(Bloomberg) -- European natural gas prices headed for a fourth week of gains, and electricity rose to a record as the region braces for an even deeper supply crunch over the winter that could push major economies into recession.

Benchmark gas futures fell on Friday, but are still about 6% higher this week. Russian shipments via the key Nord Stream pipeline edged lower to around 18% of capacity for about an hour Friday afternoon, briefly driving prices higher. Flows returned to 20% soon after but the market’s reaction reflects the deep set concerns over supply.

The energy crisis crippling Europe could get worse with only about two months to go before the winter heating period officially begins. The region is still heavily dependent on Russian gas to get through the colder months, and any further disruptions to supply may heighten the risk of blackouts and rationing.

“Prices will continue at high levels so long as gas supply from Russia appears to remain tight in the foreseeable future,” Rystad Energy AS analyst Lu Ming Pang said in a note.

Read more: Germany Gas Storage Rises to 74% Full; EU at 73%: GIE

Still, prices have been kept in check in recent days by Europe’s storage levels recovering to near-normal for the time of year. The region has boosted imports of liquefied natural gas as it stockpiles in preparation for the winter. The purchases, however, are coming at a cost as the liquid fuel becomes more expensive with the continent vying for supplies with Asia.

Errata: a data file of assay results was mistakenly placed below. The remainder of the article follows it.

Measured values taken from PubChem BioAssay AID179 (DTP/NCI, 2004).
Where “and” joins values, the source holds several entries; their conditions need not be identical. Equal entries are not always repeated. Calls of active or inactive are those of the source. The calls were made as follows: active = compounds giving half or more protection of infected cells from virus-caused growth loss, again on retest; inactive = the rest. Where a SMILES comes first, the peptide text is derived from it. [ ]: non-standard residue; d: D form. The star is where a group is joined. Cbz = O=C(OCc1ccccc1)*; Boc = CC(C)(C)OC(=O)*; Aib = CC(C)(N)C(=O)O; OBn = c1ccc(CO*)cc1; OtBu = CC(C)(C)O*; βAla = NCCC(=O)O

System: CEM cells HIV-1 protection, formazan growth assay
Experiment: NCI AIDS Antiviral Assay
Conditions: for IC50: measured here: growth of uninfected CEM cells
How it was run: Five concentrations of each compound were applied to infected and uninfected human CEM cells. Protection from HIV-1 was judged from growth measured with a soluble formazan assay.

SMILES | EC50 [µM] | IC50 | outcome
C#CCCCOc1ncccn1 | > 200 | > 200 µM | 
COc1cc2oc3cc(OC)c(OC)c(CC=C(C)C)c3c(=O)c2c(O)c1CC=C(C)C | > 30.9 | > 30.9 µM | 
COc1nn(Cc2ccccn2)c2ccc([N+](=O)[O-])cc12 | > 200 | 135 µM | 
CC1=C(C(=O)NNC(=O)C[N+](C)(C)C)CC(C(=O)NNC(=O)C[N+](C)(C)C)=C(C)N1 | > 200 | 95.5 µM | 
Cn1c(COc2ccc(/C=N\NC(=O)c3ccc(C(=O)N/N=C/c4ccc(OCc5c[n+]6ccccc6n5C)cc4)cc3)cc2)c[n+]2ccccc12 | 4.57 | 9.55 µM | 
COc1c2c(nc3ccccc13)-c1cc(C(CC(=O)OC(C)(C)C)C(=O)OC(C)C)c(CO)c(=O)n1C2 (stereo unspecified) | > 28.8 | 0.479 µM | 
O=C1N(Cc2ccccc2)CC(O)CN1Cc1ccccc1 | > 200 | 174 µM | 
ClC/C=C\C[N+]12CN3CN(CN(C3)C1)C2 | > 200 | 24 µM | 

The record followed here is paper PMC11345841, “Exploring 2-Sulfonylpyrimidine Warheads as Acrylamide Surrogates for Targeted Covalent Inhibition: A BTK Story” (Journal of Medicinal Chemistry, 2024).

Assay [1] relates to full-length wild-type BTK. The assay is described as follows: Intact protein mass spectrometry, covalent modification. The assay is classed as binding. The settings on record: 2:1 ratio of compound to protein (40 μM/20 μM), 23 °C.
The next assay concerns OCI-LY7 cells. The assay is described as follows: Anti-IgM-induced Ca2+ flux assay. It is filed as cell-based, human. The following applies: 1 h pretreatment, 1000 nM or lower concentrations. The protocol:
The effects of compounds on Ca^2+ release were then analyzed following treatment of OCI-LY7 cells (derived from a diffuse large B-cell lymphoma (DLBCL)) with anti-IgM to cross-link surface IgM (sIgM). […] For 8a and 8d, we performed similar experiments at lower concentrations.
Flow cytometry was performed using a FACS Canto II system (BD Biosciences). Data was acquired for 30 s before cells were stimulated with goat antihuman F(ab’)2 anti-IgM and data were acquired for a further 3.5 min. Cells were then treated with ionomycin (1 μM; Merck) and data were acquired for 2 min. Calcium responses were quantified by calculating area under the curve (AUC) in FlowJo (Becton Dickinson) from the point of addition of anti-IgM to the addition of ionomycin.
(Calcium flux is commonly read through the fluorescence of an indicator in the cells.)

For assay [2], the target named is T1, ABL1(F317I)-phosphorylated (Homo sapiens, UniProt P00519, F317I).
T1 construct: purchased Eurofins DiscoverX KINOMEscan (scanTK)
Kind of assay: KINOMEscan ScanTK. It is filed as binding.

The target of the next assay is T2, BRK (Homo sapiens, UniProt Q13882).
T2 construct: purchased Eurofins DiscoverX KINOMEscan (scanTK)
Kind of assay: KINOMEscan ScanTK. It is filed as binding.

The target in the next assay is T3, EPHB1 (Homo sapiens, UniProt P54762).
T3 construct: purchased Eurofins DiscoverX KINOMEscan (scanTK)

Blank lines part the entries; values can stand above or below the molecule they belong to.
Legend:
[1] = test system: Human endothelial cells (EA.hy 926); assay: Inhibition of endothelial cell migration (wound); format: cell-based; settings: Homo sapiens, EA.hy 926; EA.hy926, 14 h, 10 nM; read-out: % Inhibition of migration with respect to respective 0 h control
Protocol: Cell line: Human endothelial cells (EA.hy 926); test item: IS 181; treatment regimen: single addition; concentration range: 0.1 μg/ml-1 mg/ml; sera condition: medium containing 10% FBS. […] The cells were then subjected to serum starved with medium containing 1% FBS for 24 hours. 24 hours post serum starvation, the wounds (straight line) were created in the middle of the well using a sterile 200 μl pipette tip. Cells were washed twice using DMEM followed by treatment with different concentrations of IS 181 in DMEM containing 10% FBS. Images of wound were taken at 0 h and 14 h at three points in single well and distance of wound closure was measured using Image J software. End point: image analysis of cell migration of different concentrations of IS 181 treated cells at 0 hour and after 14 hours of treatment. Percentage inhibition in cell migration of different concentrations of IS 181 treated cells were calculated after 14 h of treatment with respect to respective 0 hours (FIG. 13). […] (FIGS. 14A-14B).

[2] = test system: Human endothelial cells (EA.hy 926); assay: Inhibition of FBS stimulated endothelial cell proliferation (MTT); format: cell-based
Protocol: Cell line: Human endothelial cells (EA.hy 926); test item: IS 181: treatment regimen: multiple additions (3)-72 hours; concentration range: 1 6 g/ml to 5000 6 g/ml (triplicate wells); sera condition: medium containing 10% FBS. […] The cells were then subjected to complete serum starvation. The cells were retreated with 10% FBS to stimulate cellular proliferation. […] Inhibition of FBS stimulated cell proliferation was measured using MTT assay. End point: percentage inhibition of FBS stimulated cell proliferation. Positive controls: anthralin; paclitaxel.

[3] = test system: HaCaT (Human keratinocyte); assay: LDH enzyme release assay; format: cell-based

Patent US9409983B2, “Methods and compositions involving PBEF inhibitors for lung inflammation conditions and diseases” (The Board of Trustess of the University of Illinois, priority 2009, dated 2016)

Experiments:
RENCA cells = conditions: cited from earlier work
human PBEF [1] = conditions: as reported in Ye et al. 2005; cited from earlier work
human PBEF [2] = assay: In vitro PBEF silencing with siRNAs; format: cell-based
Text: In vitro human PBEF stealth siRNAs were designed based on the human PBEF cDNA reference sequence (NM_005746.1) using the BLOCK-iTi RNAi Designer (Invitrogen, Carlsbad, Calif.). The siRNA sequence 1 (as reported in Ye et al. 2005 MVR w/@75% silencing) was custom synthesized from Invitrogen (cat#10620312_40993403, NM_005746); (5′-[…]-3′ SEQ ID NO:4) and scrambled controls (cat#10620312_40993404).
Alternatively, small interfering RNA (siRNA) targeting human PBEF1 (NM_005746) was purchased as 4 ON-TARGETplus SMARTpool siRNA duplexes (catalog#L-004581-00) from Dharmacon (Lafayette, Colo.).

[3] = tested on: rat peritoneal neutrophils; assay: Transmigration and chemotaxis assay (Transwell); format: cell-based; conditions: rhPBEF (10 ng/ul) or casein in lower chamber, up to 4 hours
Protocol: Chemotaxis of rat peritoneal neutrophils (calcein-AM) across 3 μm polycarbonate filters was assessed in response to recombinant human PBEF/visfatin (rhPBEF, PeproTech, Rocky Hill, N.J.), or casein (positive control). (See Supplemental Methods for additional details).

Dutch front-month futures, the European benchmark, declined 1.1% to 205.88 euros a megawatt-hour as of 4:07 p.m. in Amsterdam. The UK equivalent contract slipped 1.9%.

German benchmark electricity futures rose as much as 1.8% to a record 463 euros a megawatt-hour. Low French nuclear availability and higher premium for coal-fired power are leaving power markets more exposed to gas at a time of tight supplies, Inspired Energy said in a note.

“Despite the difficult situation in terms of gas flows via Nord Stream 1, it’s a fact that we’re still filling up storage and that’s a positive message,” German Chancellor Olaf Scholz said on Friday. “It’s important that we prepare ourselves for a serious situation.”

Gas consumption may also rise due to constraints on other fuels, with traders bracing for a possible halt to river traffic at a key waypoint on the Rhine, a crucial waterway for the transport of commodities such as diesel and coal. Water levels are critically low amid a severe heat wave, threatening to upend trade flows for months.

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